Although Theodore was always studiously silent about the Titanic, he named his pub after it. "That's true," says Erwin, "but I do not know if the Titanic really a trauma for him. He has never had depression, he could just live on. But it will surely have something special. If you hear an agony carry around so many people and you can hardly anyone help ... it is something you carry your whole life. To what extent, I do not know. I just know my grandfather himself. " One hundred years after the sinking, Titanic's story lives on, it still remains in Aspelare. Erwin: "It happens that a stranger getting off on me and says, "You are the grandson of the Titanic but I do not like because there I do not have any merit I do think there should have been.? to "In the remaining of the Titanic reopen. I would do that for my three children, so that they can continue the family story."
Erwin's son Denver Ocula, also spoke of the disaster. His story is told in the following Dutch youth news show. 
Beyond The TitanicEdit
Besides the Titanic Theodore also lived a very determined life. For example, he once swam four miles to file suit. Theodore was once champion swimmer of the Belgian Army. He was a man who gave it his all. He was traveling to America to earn more money for his wife, children, and his dependent father and mother-in-law, Philemon and Victorine Van D'Hondtette (Nieuwenhowve)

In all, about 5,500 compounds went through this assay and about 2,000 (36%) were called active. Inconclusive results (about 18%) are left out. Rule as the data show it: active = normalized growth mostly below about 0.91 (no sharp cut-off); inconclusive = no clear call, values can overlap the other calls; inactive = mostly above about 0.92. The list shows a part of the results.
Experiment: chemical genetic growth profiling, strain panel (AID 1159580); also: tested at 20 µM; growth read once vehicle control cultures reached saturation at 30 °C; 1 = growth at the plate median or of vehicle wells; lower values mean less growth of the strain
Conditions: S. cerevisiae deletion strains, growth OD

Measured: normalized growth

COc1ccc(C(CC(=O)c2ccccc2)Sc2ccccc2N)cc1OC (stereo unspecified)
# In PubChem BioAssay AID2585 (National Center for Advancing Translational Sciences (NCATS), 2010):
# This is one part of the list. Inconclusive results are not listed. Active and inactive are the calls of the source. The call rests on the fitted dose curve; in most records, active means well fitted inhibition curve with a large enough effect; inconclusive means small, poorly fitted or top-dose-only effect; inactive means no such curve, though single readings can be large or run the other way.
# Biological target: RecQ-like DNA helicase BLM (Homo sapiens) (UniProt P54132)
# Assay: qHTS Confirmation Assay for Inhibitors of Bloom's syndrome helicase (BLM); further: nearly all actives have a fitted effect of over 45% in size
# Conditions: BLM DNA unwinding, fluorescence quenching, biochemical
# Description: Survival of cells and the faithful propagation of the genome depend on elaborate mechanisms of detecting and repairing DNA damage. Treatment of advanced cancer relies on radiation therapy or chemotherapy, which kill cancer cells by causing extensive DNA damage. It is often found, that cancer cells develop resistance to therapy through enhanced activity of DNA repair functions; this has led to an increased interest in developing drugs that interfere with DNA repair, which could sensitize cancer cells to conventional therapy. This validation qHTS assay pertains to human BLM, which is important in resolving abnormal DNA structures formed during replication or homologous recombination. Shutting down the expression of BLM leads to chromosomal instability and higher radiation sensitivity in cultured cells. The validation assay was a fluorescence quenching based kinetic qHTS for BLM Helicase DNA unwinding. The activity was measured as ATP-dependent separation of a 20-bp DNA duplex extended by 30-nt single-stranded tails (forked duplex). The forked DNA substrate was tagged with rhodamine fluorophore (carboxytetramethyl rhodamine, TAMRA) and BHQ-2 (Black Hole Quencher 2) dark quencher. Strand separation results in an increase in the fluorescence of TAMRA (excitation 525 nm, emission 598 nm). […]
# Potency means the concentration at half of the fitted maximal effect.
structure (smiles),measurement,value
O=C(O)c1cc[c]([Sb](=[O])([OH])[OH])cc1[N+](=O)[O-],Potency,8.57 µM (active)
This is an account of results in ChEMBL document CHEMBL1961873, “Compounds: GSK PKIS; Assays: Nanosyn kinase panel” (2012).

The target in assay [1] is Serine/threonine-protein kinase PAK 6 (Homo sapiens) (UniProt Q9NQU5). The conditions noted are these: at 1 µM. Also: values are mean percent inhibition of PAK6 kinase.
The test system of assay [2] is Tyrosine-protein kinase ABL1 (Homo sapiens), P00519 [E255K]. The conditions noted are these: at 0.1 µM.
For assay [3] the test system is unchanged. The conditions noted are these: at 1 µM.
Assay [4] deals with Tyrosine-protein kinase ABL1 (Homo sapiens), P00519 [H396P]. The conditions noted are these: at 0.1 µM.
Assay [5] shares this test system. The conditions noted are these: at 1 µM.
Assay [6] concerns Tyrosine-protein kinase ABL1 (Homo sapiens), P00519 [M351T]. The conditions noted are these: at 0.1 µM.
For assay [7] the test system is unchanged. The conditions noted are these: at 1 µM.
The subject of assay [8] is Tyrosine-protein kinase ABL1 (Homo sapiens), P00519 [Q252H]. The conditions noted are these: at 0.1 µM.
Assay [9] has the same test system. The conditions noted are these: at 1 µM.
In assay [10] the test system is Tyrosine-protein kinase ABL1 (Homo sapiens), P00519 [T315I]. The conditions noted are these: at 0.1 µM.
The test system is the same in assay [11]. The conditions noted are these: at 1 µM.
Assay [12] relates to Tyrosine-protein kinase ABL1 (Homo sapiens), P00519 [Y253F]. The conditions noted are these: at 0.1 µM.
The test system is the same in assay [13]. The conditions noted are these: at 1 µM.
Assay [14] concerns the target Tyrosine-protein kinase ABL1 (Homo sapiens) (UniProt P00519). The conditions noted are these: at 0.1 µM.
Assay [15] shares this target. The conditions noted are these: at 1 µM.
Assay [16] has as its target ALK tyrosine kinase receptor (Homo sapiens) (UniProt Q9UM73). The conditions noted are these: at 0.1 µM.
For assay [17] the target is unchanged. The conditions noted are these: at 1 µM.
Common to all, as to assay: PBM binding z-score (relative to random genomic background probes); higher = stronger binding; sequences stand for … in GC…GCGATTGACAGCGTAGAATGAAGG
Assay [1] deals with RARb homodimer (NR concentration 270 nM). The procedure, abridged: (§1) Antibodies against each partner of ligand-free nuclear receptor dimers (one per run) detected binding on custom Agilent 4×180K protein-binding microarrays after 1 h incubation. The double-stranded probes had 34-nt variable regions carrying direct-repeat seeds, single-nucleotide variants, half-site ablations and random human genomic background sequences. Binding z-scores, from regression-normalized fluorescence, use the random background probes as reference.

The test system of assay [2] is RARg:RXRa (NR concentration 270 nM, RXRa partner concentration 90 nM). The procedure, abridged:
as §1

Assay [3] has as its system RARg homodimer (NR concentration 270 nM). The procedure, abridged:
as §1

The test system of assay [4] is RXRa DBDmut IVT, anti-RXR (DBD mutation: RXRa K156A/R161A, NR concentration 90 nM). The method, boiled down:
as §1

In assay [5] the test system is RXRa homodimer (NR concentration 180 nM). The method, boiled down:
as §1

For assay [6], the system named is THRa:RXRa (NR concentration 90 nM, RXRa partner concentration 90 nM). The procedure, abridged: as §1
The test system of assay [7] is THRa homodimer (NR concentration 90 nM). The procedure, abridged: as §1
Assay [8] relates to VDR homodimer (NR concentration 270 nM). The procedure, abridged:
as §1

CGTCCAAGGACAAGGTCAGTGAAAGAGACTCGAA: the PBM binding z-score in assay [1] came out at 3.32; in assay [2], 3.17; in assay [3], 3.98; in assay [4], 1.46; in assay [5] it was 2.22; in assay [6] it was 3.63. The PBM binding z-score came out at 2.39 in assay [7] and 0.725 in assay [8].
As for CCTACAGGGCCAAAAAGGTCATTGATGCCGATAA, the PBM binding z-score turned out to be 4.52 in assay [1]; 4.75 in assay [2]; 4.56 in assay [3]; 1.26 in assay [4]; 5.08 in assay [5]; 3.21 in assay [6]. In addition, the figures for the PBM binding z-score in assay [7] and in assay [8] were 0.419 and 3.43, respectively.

Titanic Impressions and 100 years of TitanicEdit
This impressions and texts are contributed by Hein van den Brempt, of Ninove, Belgium.
The well-known tour of the "Three Titanic Survivors"Edit
After their rescue and arrival at Detroit, Jules Sap, Jean Scheerlinckx, and Theodore De Mulder formed a temporary trio The Titanic Survivors with a certain Sommeville.
The retouched photo was initially meant to be a postcard, which was sold during the performances of the three Flemish survivors to the public. The smart Sommeville had ten thousand (?) Of them printed, to sell at 25 cents each. For two weeks, they did their story, well exaggeated of course since they had to put money where their mouths were for the public.
None of the three Flemish people spoke English, so Sommeville answers freely translated into English. Especially the stories of the rescue were exaggerated and fabricated.
“The blood rushed to my head, I got furious right after and jumped into the sea”